JOHANNESBURG -- Recent violence against immigrants threatens to upset South Africa's international image as a success story. A new apartheid is now being enforced -- one in which foreign nationals instead of black South Africans are treated as second-class citizens.
DONETSK -- I don't know how the landscape around Zenit looked back when the military position was first established, but these days it surely resembles the set of an apocalypse movie. Only this is real, not cardboard-made. The few standing buildings look like a poorly played Tetris game, with huge holes between their bricks. The fields like an old junkyard with rusty damaged armored vehicles and car skeletons. The ground appears like it came down with a bad case of chickenpox, all littered with craters from Grad missiles and mortar rounds. The trees have no branches, their arms amputated by shrapnel.
Women comprise the majority of food producers, particularly in low-income countries where families rely on smallholder farms for food and income. The sheer amount of human labor involved in this kind of farming is daunting. And as women do much of this work, in addition to their household and care work, their workdays are typically up to 50 percent longer than men's. And yet women and girls tend to receive a smaller portion of the food produced.
MUNICH -- Sometimes, I just want to wake up from this nightmare. Is this really the country in which I want to raise my child? It is a country that I haven't known until now?
The global goals world leaders are agreeing to this month are not only for children living in poverty. The results they are trying to achieve will not only benefit people in need. They are universal goals -- reflecting universal rights, shared values and global challenges that affect every one of us.
BRUSSELS -- While the world is focused on ISIS, the reality is that Assad's barrel bombs are the leading killer of Syrian civilians. Even the mere threat of a no-fly zone could be enough to move the Syrian crisis towards a political solution. A no-fly zone would also suffocate a central ISIS recruitment narrative by demonstrating that the West is interested in protecting Syrians.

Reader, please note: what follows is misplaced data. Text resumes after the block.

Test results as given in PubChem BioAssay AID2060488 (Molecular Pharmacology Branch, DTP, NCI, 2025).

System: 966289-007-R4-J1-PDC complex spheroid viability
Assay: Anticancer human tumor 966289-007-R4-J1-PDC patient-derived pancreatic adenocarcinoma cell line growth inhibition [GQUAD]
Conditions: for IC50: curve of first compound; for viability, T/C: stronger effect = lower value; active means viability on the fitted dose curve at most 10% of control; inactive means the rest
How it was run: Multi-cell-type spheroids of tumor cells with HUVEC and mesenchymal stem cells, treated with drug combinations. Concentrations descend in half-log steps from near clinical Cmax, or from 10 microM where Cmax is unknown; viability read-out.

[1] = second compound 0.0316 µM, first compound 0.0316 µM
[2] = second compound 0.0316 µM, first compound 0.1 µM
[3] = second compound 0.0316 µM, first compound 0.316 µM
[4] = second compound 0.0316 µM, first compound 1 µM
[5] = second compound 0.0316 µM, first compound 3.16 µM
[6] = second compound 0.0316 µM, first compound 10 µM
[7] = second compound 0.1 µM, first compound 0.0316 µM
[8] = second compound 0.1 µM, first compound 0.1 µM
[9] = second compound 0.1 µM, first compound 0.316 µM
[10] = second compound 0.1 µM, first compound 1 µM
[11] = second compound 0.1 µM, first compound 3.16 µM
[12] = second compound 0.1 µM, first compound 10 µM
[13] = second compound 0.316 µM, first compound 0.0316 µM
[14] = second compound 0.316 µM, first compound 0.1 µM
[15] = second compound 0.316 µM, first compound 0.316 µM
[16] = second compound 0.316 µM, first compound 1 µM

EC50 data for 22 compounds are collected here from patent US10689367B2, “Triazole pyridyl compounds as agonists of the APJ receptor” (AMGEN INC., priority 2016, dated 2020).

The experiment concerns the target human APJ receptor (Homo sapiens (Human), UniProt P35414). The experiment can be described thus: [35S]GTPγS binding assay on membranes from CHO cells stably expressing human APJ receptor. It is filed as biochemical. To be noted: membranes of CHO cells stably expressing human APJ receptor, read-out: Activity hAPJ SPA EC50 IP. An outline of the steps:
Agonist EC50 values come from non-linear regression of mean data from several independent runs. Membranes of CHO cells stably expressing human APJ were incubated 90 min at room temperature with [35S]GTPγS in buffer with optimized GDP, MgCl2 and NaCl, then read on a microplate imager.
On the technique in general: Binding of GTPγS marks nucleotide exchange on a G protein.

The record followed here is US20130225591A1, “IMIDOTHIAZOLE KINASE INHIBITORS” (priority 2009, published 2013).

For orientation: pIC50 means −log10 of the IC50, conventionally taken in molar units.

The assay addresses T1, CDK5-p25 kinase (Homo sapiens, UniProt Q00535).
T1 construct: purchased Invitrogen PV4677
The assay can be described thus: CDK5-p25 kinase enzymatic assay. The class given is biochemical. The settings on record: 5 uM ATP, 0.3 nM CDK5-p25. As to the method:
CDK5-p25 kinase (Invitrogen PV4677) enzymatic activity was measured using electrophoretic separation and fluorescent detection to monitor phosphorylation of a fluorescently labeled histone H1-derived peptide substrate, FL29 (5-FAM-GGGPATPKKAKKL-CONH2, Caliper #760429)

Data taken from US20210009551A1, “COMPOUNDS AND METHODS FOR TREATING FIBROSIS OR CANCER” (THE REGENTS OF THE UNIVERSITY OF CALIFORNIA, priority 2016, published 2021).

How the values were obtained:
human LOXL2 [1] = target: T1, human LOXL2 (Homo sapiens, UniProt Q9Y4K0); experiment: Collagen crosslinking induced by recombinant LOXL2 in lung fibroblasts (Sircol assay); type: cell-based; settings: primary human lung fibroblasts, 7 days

According to the defense minister, Australia will somehow be able to bomb ISIS targets in eastern Syria without becoming involved in the broader Syrian conflict.
BEIJING -- Western indifference to the Chinese commemoration is a policy blunder that should have been avoided. This can even be considered as a foolish mistake. Let's make this clear: The truth behind those countries' attitudes toward China's victory day parade is that the United States wants to contain China, Europe sits on the fence and some countries in South East Asia fear or are suspicious of China's rise.
SEOUL -- Any future war in Asia will not be about conflicting interests, but "a cultural war for mutual recognition."
We need to make sure those who do the people's work in Washington are actually doing it -- not worrying about former or future bosses at the public's expense.
I grew up in Iran with two very different grandmothers. As a young girl, I took at face value the fact that one of my grandmothers was a devout woman who never left her home without wearing a head scarf, and the other was a Western-educated progressive-minded woman who didn't think twice about swimming topless in the family pool. Yet both women were forces to be reckoned with and by no means subservient.